March 29, 2020

    3 Reasons Why Mobile Gaming is a Breeding Ground for Hackers

    Mobile games are a popular form of entertainment, reaching millions of players all over the world. These games account for a huge portion of global mobile app spending, totaling almost three fourths—72 percent, to be precise—of all spending in mobile app stores, according to App Annie’s 2020 State of Mobile report

    That said, like all mobile applications, unsecured mobile games are at risk. That is why Guardsquare recently announced compatibility with Unity games built for Android and iOS. Unity is the most popular platform for creating games—every month, according to an interview in TechCrunch, users around the world download around 2 billion copies of games built using the platform.

    In this post, we explore three ways that mobile games are rife with opportunities for abuse and a tantalizing target for hackers.

    1. Mobile Gaming is Big Business

    Players are spending a lot of money on in-app purchases, and brands are paying for in-app advertisements. In fact, mobile gaming is estimated to hit a cross-store grand total of $100 billion in revenue this year, also according to App Annie’s 2020 State of Mobile report. Meanwhile, Business of Apps estimates that, on average, users in 2018 spent $79 on in-app purchases in 2018, with 44 of those dollars going toward purchases in games.

    With so much money flowing into mobile games, they make an appealing target for hackers who want to capitalize. Hackers might:

    • Bypass in-app purchases
    • Unlock apps and share them with other users
    • Siphon off advertising revenue by cloning apps and replacing ads

    Most mobile games—some 80 percent, according to a 2017 App Annie report—rely on in-app purchases to make money. Regardless of strategy, hackers’ interference in a game’s revenue stream can have a big impact on the bottom line. In fact, one company found that hackers siphon off around 40 percent of “in-game revenue and microtransactions” every year, according to VentureBeat

    It’s clear that the large amount of money flowing into mobile games creates an environment ripe for hacking.

    2. Gamers Play to Win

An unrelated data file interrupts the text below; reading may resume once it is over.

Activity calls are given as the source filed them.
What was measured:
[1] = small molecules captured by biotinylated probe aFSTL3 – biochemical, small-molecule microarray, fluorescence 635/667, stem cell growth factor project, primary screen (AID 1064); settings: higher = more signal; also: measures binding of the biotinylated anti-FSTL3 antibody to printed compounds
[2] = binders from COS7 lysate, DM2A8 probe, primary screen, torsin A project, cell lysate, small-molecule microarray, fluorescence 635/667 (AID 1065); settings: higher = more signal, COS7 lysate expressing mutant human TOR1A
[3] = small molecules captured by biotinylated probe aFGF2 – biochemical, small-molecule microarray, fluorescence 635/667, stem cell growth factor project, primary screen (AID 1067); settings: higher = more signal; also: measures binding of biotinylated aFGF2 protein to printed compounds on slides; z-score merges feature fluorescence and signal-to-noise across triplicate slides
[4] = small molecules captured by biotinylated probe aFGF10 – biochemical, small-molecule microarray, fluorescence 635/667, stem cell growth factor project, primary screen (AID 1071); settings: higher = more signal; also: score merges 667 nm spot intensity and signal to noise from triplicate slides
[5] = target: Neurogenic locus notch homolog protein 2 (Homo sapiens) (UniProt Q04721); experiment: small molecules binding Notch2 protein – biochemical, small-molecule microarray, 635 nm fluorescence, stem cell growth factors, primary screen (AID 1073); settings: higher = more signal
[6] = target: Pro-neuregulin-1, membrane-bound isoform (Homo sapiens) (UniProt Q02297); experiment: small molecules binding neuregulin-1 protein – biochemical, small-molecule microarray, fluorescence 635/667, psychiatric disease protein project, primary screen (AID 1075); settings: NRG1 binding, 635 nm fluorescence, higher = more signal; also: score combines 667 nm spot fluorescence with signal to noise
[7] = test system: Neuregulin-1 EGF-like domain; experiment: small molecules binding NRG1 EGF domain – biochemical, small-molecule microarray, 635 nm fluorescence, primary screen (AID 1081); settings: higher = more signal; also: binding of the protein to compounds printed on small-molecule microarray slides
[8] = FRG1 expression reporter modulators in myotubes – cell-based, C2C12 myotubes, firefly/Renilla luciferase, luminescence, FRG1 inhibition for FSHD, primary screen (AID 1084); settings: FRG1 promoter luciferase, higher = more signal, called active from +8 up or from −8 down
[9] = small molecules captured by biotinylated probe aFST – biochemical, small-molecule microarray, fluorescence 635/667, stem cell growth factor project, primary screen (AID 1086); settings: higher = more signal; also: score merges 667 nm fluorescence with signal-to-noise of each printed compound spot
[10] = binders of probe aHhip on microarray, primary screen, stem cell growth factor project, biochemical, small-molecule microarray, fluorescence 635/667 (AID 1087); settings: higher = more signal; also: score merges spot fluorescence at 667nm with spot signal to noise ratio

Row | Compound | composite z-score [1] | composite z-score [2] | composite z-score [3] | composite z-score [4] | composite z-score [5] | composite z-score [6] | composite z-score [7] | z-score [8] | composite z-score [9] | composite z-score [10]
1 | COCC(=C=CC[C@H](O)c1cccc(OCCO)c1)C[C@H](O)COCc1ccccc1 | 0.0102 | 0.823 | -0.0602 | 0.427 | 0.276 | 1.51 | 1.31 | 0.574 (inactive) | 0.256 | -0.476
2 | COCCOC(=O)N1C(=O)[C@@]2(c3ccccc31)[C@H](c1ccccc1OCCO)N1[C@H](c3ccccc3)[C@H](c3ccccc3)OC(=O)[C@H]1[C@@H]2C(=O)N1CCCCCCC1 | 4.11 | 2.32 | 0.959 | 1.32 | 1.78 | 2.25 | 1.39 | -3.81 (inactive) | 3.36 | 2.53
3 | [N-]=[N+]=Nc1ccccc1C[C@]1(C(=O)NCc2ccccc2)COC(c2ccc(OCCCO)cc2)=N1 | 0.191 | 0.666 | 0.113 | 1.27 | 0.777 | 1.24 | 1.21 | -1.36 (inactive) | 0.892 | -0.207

Gamers are motivated by the possibility of winning, and games are designed to keep players engaged, challenged, and motivated to keep trying to reach the next level, unlock the next benefit, and ultimately win.

    However, some gamers take this competition a step too far, striving to “beat the system” with hacks, cheats, and other ways to unfairly get ahead in gameplay. Some ways gamers might cheat include aimbots, passing on fake GPS locations, modifying game parameters, and spoofing time stamps. 

    While this might seem relatively innocent, these hackers can hurt a game’s bottom line. Players prize fairness, and they expect to compete on an even field. Cheating can damage a game’s reputation, causing games to lose players; one company found that, if cheating is suspected, 77 percent of players would abandon the game. So the reputation and future success of a game can be drastically impacted by rampant cheating, and companies need to take this seriously and develop a security strategy.

    Of course, some companies are taking protective measures. Take, for example, the incredibly popular game Fortnite. Its maker sued a teenage player for demonstrating and selling cheats via YouTube. They settled in 2019, but the case shows the risk—and seriousness—associated with cheating. And earlier this year, the makers of Call of Duty: Mobile—another wildly successful game—implemented measures to detect players who are cheating to increase their performance.